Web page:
Ray Charles Video Museum

Mediagraphy - Discography - Trackography - Videography - Gigography - Biography - Chronology

21 July 2017

Ray Charles Promoting 音楽マイ・ラブ

In 1991 (or was it 1990?) Ray Charles helped the the tv show 音楽マイ・ラブ (Music My Love) to promote themselves.

23 June 2017

Ray Charles Live In Roanoke

Someone in the audience made a (mediocre) recording of Ray Charles' concert at the Grandin Theatre in Roanoke (VA) on September 1, 1984. The setlist went like:

  1. Intro + Metamorphosis
  2. Let The Good Times Roll (start missing)
  3. Georgia On My Mind
  4. Then We'll Be Home (Sadies Tune)
  5. I've Got News For You
  6. Some Enchanted Evening
  7. If You Wouldn't Be My Lady
  8. Crying Time
  9. Eleanor Rigby
  10. I Can't Stop Loving You
  11. Knock On Wood
  12. Baby Please Don't Go
  13. What'd I Say
  14. Outro

27 May 2017

Ray Charles Ft In Le Spectacle Noir


Le Spectacle Noir was a 45 minute ORTF documentary directed by Armand Ridel, first broadcast by RTF 1 on August 30, 1972. It presented an impressionistic, kaleidoscopic mix of existing films and documentaries with contemporary street scenes, concert footage and interviews with jazz and r&b stars.
With a.o. Ray Charles (contributing a good, but truncated, version of I've Got A Woman, from a concert in circa 1972), Count Basie, Tina Turner, Louis Armstrong, Cecil Taylor, Miriam Makeba, and Jimmy Hendrix (from the Woodstock movie).
The film has been archived by INA, ID: CPF86653022.

18 May 2017

The Schiffman Index Cards On Ray Charles At The Apollo, 1957 - 1971


The Schiffmans, owners of the Apollo Theater, kept concise and hugely interesting notes on all acts he booked and re-booked. Each index card tracked the acts through the years, listing the dates of the opening nights (many gigs were for one week), the amounts paid out, and - above all - the Schiffman family's brutally honest comments on the act's quality and cash box success.
Up till now the notes were only known from the Frank Schiffman Apollo Theatre Collection in the Archives Center of the Smithsonian National Museum of American History, but recently a few additional cards on the Apollo's top artists (Ray Charles, but e.g. also James Brown and Aretha Franklin) have popped up on Ebay.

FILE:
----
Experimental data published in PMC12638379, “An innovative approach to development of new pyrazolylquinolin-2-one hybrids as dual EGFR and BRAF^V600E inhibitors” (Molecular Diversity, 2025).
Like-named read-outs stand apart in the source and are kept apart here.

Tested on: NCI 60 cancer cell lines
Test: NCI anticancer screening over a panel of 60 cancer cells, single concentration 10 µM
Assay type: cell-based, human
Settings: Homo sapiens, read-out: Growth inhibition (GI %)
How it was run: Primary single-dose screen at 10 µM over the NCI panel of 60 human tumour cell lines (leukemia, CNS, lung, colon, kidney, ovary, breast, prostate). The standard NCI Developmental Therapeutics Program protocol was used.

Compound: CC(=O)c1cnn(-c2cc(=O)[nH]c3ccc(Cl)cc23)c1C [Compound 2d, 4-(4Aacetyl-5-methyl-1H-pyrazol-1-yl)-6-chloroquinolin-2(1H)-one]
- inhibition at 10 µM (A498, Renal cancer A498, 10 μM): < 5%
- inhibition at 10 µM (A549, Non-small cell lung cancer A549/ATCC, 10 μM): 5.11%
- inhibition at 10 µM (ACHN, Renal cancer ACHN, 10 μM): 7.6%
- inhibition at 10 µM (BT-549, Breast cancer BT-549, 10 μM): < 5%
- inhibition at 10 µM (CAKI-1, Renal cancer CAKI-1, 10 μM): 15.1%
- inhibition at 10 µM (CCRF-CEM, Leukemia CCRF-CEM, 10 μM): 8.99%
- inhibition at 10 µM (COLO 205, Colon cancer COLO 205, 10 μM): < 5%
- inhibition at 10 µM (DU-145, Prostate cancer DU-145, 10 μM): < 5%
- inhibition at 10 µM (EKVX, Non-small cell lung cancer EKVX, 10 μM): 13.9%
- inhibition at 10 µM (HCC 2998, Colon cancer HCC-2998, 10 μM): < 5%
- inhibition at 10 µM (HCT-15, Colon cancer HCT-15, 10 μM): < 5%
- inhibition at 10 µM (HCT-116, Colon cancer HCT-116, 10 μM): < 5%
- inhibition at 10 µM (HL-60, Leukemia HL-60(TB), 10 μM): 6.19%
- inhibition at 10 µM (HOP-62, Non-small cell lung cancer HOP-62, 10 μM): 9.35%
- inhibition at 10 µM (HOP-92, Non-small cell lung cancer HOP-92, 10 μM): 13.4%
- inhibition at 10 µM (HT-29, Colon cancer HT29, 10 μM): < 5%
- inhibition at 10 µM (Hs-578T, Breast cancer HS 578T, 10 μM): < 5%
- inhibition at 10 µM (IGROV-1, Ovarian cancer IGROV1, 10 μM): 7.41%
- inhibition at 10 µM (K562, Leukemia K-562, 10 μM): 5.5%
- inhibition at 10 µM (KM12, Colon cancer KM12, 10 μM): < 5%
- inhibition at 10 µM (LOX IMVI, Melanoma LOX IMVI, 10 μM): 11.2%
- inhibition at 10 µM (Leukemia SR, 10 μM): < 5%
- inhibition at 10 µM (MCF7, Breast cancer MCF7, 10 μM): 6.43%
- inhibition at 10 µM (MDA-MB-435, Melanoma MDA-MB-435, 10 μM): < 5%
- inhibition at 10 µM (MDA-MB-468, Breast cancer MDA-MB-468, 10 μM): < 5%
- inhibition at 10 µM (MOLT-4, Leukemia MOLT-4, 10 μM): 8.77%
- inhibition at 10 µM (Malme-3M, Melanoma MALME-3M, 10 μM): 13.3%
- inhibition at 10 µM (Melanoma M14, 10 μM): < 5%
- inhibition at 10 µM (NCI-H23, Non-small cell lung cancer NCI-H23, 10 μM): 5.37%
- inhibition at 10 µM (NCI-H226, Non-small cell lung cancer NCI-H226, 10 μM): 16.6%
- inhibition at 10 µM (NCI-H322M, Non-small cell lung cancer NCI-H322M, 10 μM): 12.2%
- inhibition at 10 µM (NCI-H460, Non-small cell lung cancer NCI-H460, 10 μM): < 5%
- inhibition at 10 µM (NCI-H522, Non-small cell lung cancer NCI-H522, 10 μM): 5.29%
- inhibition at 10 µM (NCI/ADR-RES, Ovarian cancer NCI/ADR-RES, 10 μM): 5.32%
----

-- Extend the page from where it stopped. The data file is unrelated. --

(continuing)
04 May 2017

How To Raycharlesify A Tune

Ray Charles' studio version from 1964 of A Tear Fell (single: ABC-45-10571; album: ABCS-480-4), as arranged by Sid Feller, was nice enough.
But only in this live version at the Pleyel Room in Paris, in a concert on October 8, 1968, the Genius could share what he really heard in the song, showing how beautiful it really was.
The original tune was written in 1955 by Dorian Burton and Eugene Randolph. Two of their grandchildren recently met in the comments section on YouTube:



03 May 2017

We're Gonna Make It (The Raelettes)

Until now* I've confused the description of this Raelettes live-song, which was on the band's repertoire between 1978 and 1984, with the We're Gonna Make It-track from the Renaissance album.

This actual tune was written by Billy Preston. Rene Hall penned the arrangement for the band.

Live:
'78 LC Antibes
'84 LC Viareggio
'84 LC Warsaw - Released**
'86 LC Toyohashi

*Thank you, Steve Sigmund. **Search for Ray, then page-search for Warsaw, then go to ~39:20.

11 April 2017

Ray Charles Authoring Jack Sheldon Album's Cover Notes (1961)

Ray Charles' notes to Jack Sheldon's album.
In 1961 Ray Charles was at the pinnacle of his fame. It was also the year that he was first recognized and honored with a tribute album, by the soulful trumpeteer Jack Sheldon: A Jazz Profile Of Ray Charles (released by Frank Sinatra's Reprise Records, R-2004, July 1961).
Sheldon recorded the 12 tracks over two days in May (spanning a selection from five Ray Charles albums issued between 1957 and 1961) with his trio: Marty Paich on piano and organ, Joe Mondragon on bass and John Markham on drums. The elpee came out in July 1961, with a testimonial by Ray Charles, praising Sheldon, and adding some humble remarks regarding himself.

I assume that Paich - who was Ray's favorite arranger in his early ABC-Paramount years - was the linking pin between Charles and Sheldon. Highly remarkable was his organ playing, sounding almost exactly as awkward as Ray's Hammond wizardry on Genius + Soul = Jazz  (Impulse 2, February 1961), "[...] making it seem as if the instrument is being operated by a bellows", as Marc Meyers remarked in this excellent Jazz Wax article about this album.

Meyers made 3 of the tunes available online (I wish someone would send me a copy of the complete album;-): When Your Lover Has GoneMoonlight in Vermont, and One Mint Julep.

12 February 2017

Ray Charles On The David Frost Show

A while ago Reelin' In The Years, a great resource for licensed footage of blues and jazz music, submitted this clip of Ray Charles, singing America The Beautiful. It doesn't match any entry in their online database, but it turns out to be from the the final episode (#209) of the 4-season series of the David Frost Show, aired on July 7, 1972. The other guests were senator Edward Kennedy (who discussed the book To Ask Why Not: Robert Kennedy) and singer Carly Simon.



Ray performed the tune on David's special request (from 12"00'):

Ray Charles Interviewed By Ralph Emery

Country music disc jockey and television host Ralph Emery interviewed Brother Ray sometime in the early 1980s. Their discussion on the Maxwell House commercial seems to place it in 1981 or 1982. I guess it comes from Emery's weekly, syndicated radio show, distributed by Show Biz Inc. Each week Emery would profile a guest star, while playing the hottest country hits.

22 January 2017

Newport 1993 Now Complete

On August 14, 1993, Ray performed at the Fort Adams State Park in a program of the Newport Jazz Festival. Until today I had only seen 4 of the tunes, but now Concert Vault has brought the complete concert online. See this for more context.

Finale: